UK, US and Australian defence ministers meet to strengthen security
The defence ministers of the UK, US and Australia have met in California to advance new programmes on threat detection, quantum technology and autonomous systems.
The Ministers set out how new combined future exercises will improve each nation's ability to work together, enhance capability development, and test the joint operation of uncrewed platforms, improving a shared ability to tackle emerging threats.
UK defence secretary Grant Shapps, Australian deputy prime minister Richard Marles and US secretary of defense Lloyd Austin emphasised the opportunity to meet global security challenges through closer relationships between our Armed Forces, when they met at the the Defense Innovation Unit Headquarters in California.
It was highlighted that all three nations are progressing towards more seamless defence and industrial collaboration, better information and technology sharing, and greater resilience, helping develop joint capabilities to meet threats and deter aggression.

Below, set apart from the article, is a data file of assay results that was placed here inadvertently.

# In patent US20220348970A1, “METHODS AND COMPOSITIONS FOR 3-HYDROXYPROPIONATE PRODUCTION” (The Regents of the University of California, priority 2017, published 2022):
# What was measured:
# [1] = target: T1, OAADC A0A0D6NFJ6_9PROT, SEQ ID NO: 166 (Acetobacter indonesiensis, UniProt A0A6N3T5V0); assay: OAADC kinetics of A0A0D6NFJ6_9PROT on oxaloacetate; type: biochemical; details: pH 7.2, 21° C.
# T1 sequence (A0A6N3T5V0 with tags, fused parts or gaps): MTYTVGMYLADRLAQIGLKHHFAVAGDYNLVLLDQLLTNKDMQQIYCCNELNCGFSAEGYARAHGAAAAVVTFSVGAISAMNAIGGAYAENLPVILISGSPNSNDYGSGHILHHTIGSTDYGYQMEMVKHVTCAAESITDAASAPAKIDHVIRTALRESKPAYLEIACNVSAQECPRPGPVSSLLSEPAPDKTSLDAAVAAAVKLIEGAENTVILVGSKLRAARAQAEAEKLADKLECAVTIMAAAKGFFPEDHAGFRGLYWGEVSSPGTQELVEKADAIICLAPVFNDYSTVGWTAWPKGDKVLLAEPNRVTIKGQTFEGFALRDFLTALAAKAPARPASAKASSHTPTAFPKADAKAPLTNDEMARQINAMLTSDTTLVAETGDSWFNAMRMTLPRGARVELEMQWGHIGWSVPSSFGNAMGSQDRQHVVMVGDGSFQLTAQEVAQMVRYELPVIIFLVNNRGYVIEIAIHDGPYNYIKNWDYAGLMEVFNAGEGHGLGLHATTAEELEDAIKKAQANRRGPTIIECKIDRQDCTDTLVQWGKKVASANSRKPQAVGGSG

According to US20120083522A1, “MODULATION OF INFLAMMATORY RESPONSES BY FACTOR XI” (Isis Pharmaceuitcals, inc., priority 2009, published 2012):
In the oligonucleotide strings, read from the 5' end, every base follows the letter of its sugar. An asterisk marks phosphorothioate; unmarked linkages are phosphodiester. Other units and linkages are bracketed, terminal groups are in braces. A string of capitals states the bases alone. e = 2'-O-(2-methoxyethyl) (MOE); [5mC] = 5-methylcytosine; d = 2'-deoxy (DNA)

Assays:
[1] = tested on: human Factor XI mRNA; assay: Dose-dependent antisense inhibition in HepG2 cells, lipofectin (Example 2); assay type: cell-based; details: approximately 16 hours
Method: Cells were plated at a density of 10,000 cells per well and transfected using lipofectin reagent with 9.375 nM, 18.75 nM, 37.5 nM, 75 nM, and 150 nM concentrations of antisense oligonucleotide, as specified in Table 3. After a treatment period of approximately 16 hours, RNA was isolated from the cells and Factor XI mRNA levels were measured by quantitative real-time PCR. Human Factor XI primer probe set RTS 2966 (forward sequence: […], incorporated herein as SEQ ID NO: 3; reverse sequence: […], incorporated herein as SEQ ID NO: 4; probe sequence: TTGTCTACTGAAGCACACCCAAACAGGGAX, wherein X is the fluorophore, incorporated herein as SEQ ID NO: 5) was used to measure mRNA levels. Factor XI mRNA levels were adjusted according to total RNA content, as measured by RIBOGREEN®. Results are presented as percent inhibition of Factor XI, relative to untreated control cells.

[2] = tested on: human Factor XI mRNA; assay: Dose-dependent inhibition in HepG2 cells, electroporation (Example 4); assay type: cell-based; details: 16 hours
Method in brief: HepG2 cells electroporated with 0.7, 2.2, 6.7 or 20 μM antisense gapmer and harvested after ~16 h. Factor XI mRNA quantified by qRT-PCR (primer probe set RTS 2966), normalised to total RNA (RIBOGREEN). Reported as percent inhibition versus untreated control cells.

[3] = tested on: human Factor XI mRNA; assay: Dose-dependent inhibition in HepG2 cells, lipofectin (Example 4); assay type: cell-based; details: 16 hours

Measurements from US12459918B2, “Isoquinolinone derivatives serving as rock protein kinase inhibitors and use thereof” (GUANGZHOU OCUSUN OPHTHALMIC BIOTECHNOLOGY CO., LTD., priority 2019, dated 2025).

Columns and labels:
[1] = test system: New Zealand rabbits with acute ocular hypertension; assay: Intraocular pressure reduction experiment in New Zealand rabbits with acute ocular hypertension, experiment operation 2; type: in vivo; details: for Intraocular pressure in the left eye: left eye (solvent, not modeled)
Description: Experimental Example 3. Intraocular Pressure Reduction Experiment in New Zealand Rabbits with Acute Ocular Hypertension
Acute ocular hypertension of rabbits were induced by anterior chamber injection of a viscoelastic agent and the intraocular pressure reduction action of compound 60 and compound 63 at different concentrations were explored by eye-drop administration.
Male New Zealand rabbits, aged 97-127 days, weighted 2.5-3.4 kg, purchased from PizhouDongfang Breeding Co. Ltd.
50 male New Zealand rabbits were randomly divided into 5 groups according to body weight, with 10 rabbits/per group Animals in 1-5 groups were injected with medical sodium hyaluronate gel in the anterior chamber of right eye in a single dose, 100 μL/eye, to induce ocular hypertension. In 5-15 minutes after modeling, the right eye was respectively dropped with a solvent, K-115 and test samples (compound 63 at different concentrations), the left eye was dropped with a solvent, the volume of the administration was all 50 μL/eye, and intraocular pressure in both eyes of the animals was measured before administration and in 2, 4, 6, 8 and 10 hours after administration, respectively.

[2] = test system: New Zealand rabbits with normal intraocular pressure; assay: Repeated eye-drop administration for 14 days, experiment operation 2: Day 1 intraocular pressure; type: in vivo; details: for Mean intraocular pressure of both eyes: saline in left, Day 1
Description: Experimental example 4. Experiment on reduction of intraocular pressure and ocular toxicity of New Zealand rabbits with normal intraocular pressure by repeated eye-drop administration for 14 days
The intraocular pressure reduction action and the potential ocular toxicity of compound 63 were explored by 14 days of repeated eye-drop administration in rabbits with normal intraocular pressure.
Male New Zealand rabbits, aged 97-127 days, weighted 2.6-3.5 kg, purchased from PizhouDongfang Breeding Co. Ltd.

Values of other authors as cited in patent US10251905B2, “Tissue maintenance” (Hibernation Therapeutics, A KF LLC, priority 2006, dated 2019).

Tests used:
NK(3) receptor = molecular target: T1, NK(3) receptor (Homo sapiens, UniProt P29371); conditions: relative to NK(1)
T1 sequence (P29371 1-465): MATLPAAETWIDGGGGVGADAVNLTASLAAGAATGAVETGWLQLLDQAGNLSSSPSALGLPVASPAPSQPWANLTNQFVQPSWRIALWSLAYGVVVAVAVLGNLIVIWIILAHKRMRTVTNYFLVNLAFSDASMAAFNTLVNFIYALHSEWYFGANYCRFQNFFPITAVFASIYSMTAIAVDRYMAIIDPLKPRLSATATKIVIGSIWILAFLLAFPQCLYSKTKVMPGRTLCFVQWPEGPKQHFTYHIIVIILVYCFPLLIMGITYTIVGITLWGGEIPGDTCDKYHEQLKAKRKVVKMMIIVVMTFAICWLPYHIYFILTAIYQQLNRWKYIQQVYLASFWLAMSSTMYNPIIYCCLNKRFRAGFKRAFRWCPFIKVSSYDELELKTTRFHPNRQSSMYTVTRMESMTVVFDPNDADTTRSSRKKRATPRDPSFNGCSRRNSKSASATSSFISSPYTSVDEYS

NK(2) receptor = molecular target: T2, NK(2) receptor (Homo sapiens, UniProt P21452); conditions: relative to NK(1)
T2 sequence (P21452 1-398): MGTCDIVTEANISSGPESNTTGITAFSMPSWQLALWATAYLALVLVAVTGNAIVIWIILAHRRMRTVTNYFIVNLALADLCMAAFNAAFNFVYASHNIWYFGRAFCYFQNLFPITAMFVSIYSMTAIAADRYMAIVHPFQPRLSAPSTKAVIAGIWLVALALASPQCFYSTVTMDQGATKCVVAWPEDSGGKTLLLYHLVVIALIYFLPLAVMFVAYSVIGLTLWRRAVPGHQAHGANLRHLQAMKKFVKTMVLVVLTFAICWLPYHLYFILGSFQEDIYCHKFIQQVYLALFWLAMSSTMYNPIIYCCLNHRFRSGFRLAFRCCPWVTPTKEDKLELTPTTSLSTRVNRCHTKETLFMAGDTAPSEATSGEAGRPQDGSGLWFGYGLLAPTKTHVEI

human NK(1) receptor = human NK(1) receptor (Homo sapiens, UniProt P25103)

Key progress updates were shared including strengthening cyber capabilities across the three AUKUS partners, including protecting critical communications and operations systems; improving anti-submarine warfare capabilities by being able to jointly process data from each nations’ sonobuoys; and integrating the ability to launch and recover undersea vehicles from torpedo tubes on current submarines to deliver strike, intelligence, surveillance, and reconnaissance systems
Shapps said: "Today AUKUS enters a new phase. Together with our partners in the US and Australia we have strengthened our alliance to bring our Armed forces closer than ever and ensure our nations are protected from new and advanced threats.
"As the world becomes more dangerous, AUKUS only becomes more important in ensuring the UK and our allies maintain a strategic advantage. That’s why we’ve today driven forward joint programmes on threat detection, quantum technology and autonomous systems.
"This progress will radically improve our shared ability to tackle emerging threats and demonstrates our commitment to making our militaries more lethal, more connected and more prepared."